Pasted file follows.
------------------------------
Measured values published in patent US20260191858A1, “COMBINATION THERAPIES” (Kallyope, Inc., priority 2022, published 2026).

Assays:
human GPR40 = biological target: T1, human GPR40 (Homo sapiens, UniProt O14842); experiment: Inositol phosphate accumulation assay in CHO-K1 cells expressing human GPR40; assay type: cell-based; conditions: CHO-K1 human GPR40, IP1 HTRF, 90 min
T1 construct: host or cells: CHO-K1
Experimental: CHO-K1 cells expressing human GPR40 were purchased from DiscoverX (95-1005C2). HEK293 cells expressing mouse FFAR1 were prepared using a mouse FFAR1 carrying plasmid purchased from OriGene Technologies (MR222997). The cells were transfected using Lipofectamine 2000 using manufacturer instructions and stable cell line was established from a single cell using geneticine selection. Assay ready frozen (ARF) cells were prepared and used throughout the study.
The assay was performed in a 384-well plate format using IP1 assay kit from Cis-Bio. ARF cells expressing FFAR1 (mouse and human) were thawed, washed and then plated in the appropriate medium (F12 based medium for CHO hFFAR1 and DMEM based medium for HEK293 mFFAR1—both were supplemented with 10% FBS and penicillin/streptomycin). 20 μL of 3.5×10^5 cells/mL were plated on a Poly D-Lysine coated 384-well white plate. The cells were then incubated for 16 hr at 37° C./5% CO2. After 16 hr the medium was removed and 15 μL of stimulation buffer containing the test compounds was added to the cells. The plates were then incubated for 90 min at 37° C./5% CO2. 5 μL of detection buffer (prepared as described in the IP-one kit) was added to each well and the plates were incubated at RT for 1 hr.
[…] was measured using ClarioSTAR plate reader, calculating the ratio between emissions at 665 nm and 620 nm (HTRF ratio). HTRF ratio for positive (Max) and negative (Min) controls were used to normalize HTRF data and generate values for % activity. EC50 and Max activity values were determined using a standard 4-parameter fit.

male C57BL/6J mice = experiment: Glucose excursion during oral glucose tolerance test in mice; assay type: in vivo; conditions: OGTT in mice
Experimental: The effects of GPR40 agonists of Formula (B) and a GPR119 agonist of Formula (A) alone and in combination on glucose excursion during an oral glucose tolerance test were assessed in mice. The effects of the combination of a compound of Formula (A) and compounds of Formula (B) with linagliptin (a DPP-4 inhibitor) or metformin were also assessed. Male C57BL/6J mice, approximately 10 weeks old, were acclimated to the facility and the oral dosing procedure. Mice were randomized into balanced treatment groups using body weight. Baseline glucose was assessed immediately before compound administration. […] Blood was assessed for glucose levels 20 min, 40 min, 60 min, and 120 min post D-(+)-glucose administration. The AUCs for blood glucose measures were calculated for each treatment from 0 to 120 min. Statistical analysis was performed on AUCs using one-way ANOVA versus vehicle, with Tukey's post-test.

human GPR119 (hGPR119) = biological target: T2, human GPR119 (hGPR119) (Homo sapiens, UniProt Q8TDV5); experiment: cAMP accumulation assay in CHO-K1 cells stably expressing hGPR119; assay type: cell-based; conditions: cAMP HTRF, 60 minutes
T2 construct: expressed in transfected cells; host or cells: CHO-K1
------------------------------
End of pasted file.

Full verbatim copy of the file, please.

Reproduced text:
Measured values published in patent US20260191858A1, “COMBINATION THERAPIES” (Kallyope, Inc., priority 2022, published 2026).

Assays:
human GPR40 = biological target: T1, human GPR40 (Homo sapiens, UniProt O14842); experiment: Inositol phosphate accumulation assay in CHO-K1 cells expressing human GPR40; assay type: cell-based; conditions: CHO-K1 human GPR40, IP1 HTRF, 90 min
T1 construct: host or cells: CHO-K1
Experimental: CHO-K1 cells expressing human GPR40 were purchased from DiscoverX (95-1005C2). HEK293 cells expressing mouse FFAR1 were prepared using a mouse FFAR1 carrying plasmid purchased from OriGene Technologies (MR222997). The cells were transfected using Lipofectamine 2000 using manufacturer instructions and stable cell line was established from a single cell using geneticine selection. Assay ready frozen (ARF) cells were prepared and used throughout the study.
The assay was performed in a 384-well plate format using IP1 assay kit from Cis-Bio. ARF cells expressing FFAR1 (mouse and human) were thawed, washed and then plated in the appropriate medium (F12 based medium for CHO hFFAR1 and DMEM based medium for HEK293 mFFAR1—both were supplemented with 10% FBS and penicillin/streptomycin). 20 μL of 3.5×10^5 cells/mL were plated on a Poly D-Lysine coated 384-well white plate. The cells were then incubated for 16 hr at 37° C./5% CO2. After 16 hr the medium was removed and 15 μL of stimulation buffer containing the test compounds was added to the cells. The plates were then incubated for 90 min at 37° C./5% CO2. 5 μL of detection buffer (prepared as described in the IP-one kit) was added to each well and the plates were incubated at RT for 1 hr.
[…] was measured using ClarioSTAR plate reader, calculating the ratio between emissions at 665 nm and 620 nm (HTRF ratio). HTRF ratio for positive (Max) and negative (Min) controls were used to normalize HTRF data and generate values for % activity. EC50 and Max activity values were determined using a standard 4-parameter fit.

male C57BL/6J mice = experiment: Glucose excursion during oral glucose tolerance test in mice; assay type: in vivo; conditions: OGTT in mice
Experimental: The effects of GPR40 agonists of Formula (B) and a GPR119 agonist of Formula (A) alone and in combination on glucose excursion during an oral glucose tolerance test were assessed in mice. The effects of the combination of a compound of Formula (A) and compounds of Formula (B) with linagliptin (a DPP-4 inhibitor) or metformin were also assessed. Male C57BL/6J mice, approximately 10 weeks old, were acclimated to the facility and the oral dosing procedure. Mice were randomized into balanced treatment groups using body weight. Baseline glucose was assessed immediately before compound administration. […] Blood was assessed for glucose levels 20 min, 40 min, 60 min, and 120 min post D-(+)-glucose administration. The AUCs for blood glucose measures were calculated for each treatment from 0 to 120 min. Statistical analysis was performed on AUCs using one-way ANOVA versus vehicle, with Tukey's post-test.

human GPR119 (hGPR119) = biological target: T2, human GPR119 (hGPR119) (Homo sapiens, UniProt Q8TDV5); experiment: cAMP accumulation assay in CHO-K1 cells stably expressing hGPR119; assay type: cell-based; conditions: cAMP HTRF, 60 minutes
T2 construct: expressed in transfected cells; host or cells: CHO-K1